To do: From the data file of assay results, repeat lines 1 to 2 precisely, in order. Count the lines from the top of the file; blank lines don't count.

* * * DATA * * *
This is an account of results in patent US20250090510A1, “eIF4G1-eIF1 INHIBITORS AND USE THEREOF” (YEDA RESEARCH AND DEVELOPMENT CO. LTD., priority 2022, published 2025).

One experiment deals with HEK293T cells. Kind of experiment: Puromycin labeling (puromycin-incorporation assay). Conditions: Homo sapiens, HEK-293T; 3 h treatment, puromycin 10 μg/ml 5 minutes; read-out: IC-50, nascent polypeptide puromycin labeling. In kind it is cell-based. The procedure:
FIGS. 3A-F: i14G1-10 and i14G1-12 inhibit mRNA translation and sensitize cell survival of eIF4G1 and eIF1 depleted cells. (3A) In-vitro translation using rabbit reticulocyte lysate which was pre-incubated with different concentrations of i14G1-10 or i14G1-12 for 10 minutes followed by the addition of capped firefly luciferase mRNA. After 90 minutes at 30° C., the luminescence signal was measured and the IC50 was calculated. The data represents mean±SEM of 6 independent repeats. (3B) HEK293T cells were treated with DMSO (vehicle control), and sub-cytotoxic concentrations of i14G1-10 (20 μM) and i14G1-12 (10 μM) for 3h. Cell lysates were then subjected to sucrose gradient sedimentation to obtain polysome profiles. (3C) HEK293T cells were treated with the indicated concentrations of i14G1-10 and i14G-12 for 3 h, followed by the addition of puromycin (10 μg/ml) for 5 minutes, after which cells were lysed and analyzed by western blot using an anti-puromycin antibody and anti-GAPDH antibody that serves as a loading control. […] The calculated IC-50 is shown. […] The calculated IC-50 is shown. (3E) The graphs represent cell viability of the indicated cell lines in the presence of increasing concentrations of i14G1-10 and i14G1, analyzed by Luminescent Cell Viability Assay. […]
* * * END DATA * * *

This is an account of results in patent US20250090510A1, “eIF4G1-eIF1 INHIBITORS AND USE THEREOF” (YEDA RESEARCH AND DEVELOPMENT CO. LTD., priority 2022, published 2025).

One experiment deals with HEK293T cells. Kind of experiment: Puromycin labeling (puromycin-incorporation assay). Conditions: Homo sapiens, HEK-293T; 3 h treatment, puromycin 10 μg/ml 5 minutes; read-out: IC-50, nascent polypeptide puromycin labeling. In kind it is cell-based. The procedure: